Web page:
• Physics shapes can be added, modified or removed and PhysicsShapeGroup2Ds can be merged.

  • Designed to define the shapes in a CustomCollider2D

  • A PhysicsShapeGroup2D can be populated by using Collider2D.GetShapes on any existing 2D collider or Rigidbody2D.GetShapes on any Rigidbody2D (to get all shapes on all colliders).

Samples
Check out the 2D Physics Samples GitHub repo, especially the scenes in the colliders folder that show CustomCollider2D and PhysicsShapeGroup2D in action:

  • CustomCollider2D_Compound
  • CustomCollider2D_Logo

About 2D Physics
Read more about the new 2D Physics features here:

What can you do?
Try it out and let us know what you think of the additions and improvements. We want to know what works as expected, what doesn’t and what is missing. We’d love to see how you use them as well, so please show off all the cool things that you make with them!
[/quote]
It sounds cool!

Question: Is it bad for preformance?

[quote=“r31o”, post:5, topic: 850340]
Question: Is it bad for preformance?
[/quote]
Question: Is what bad for performance? :slight_smile:

Are you asking about the CustomCollider2D and how it performs when changing shapes etc? As mentioned above, this collider gives you very fast access to low-level shapes which are just simple structs. You can create/update/destroy shapes individually or in batches as you want, allowing you to create your own simple or complex colliders.

This collider can reproduce any of the existing colliders. Unlike the existing colliders though, it has pretty much no “hidden” work to do because you’re feeding it geometry the physics engine already understands so there’s practially no overhead there. There’s also NativeArray support so you can generate shapes/vertices in Jobs using Burst and fire that to this Collider. We’ve tried to remove the limits here and expose as much as possible.

Whilst creating this there were a few videos put out demonstrating it being changed in realtime at high framerates with lots of shapes. This is really stress testing it during development and not so much about practical usage examples but those videos are here nevertheless. In all these videos, it’s a single collider being modified by a simple script on the main-thread:

https://www.youtube.com/watch?v=V0cP8SaL48Y

https://www.youtube.com/watch?v=cGwxZayiHIw

https://www.youtube.com/watch?v=VOskTWltUJU

5 Likes

I know this is for physics2d but can we pkease get the similar functionality to the 2drenderer 2dlight? It also has polygon light with shapes which current has no api access for...

[quote=“castor76”, post:7, topic: 850340]
I know this is for physics2d but …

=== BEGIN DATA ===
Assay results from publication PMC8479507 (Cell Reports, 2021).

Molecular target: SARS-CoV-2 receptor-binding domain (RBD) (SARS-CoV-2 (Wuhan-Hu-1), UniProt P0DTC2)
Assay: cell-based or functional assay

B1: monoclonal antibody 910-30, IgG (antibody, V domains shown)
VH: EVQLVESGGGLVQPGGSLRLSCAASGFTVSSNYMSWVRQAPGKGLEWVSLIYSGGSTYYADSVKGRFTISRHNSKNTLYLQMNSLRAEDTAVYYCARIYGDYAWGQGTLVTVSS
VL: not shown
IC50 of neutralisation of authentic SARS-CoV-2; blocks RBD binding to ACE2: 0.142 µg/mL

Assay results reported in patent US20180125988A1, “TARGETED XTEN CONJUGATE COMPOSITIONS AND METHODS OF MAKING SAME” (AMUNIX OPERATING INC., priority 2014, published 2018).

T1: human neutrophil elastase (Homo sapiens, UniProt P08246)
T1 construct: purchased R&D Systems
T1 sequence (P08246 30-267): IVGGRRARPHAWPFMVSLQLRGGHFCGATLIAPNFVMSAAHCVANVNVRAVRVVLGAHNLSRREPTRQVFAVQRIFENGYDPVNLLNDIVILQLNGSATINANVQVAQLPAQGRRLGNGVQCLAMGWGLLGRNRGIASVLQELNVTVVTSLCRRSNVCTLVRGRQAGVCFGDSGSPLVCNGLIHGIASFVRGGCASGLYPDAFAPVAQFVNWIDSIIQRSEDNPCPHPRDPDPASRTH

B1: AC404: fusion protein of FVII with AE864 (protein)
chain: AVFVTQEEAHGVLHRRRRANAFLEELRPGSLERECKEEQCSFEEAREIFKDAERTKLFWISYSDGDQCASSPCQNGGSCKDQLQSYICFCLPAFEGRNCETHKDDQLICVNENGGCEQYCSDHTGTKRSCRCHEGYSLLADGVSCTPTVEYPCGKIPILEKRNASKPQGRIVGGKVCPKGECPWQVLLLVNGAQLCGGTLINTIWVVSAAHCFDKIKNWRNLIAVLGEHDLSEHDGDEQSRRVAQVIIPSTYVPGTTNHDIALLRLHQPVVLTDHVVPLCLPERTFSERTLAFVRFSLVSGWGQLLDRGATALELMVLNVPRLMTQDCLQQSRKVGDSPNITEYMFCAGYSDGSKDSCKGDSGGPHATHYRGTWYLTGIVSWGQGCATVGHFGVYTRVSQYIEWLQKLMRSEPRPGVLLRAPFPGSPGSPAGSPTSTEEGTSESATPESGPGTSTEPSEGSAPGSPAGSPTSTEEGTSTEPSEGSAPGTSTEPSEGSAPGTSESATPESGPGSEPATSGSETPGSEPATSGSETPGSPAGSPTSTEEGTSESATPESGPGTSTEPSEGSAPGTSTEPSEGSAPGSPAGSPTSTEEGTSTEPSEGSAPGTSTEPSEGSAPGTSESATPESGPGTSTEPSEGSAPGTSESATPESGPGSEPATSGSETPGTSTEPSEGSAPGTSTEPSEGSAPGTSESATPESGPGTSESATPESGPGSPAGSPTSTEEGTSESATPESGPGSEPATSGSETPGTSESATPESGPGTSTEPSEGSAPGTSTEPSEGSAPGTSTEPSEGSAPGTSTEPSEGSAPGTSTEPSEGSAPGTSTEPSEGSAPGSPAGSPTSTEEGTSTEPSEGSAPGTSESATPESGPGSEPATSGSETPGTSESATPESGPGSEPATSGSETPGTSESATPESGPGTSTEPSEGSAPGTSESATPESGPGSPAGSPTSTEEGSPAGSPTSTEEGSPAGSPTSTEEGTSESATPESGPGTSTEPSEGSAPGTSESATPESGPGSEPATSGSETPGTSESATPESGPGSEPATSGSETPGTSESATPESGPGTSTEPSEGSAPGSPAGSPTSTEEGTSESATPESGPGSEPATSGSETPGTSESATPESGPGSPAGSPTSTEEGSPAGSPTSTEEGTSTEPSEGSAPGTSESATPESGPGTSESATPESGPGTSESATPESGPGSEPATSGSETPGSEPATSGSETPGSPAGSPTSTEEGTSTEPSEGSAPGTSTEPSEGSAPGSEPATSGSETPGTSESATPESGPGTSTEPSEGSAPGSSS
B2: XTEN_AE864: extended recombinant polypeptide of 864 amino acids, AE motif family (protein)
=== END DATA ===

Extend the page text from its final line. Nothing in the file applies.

[/quote]
TBH this is just taking this thread off-topic with a rendering feature request. Feature request are great but I know you’ve been discussing rendering features here where you already have the attention of a 2D graphics engineer.

We’re hoping for 2D physics feedback here so posting a rendering feature request isn’t appropriate.

4 Likes

is this ability to change shapes good for making/faking soft-bodies?

for bodies expanding and contracting?

[quote=“april_4_short”, post:9, topic: 850340]
s this ability to change shapes good for making/faking soft-bodies?

for bodies expanding and contracting?
[/quote]
Potentially but that’s not typically how soft-bodies work which are normally implemented by creating vertices/bodies with joints/constraints. The rest is rendering using something like SpriteShape like this.

That said, given that you can have unlimited and mixed shape types in a single collider where you are free to modify/update the shapes, you can use it for whatever purpose you have and maybe some soft-body closed shape if it suits. This is raw access though so it shouldn’t limit use-cases beyond the inherent limitations of the 2D physics engine.

I spent a few hours going over this a week ago. And trying to imagine what it could be used for, because it seems both incredibly fast and light.

I'm sincerely apologising here: I am struggling to find creative uses for it. I'm having a creative mental blank. Highly unusual.

As you're saying, I usually think of (and have made) a few soft bodies with joints and and constraints and then drawn based on their positions and the shapes I'm using at extremities as fake edges/bounds.

Did you have any ideas or things you were thinking of making when you came up with this?

Or is it a sort of halfway stage to somewhere else you're heading?

One idea that did come to mind, but can also be done with existing 2D physics approaches, is a modernised version of Qix - one of the first strategy arcade games.

Jump to the one minute mark to see the guide to how to play, if you don't know it: